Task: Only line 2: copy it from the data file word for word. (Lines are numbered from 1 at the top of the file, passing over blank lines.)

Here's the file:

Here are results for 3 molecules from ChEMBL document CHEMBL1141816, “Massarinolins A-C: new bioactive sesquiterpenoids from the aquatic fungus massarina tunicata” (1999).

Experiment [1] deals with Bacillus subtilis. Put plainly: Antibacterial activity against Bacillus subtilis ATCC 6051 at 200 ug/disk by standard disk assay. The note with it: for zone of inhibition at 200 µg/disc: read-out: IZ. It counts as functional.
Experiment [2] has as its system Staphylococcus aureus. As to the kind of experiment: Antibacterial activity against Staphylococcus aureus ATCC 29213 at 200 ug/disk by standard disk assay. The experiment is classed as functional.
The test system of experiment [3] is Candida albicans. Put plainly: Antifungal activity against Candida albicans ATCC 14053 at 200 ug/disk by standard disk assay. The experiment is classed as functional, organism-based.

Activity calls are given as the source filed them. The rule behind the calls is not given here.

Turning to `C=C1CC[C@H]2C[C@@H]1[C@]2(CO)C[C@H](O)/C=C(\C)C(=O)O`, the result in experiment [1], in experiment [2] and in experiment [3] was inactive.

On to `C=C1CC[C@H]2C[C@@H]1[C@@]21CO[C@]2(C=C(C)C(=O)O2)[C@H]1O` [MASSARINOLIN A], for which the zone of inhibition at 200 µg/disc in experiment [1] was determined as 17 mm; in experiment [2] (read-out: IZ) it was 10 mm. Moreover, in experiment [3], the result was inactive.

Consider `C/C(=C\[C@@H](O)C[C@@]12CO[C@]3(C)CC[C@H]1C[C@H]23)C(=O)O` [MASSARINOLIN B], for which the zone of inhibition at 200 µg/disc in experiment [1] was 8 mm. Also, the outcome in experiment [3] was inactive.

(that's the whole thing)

Experiment [1] deals with Bacillus subtilis. Put plainly: Antibacterial activity against Bacillus subtilis ATCC 6051 at 200 ug/disk by standard disk assay. The note with it: for zone of inhibition at 200 µg/disc: read-out: IZ. It counts as functional.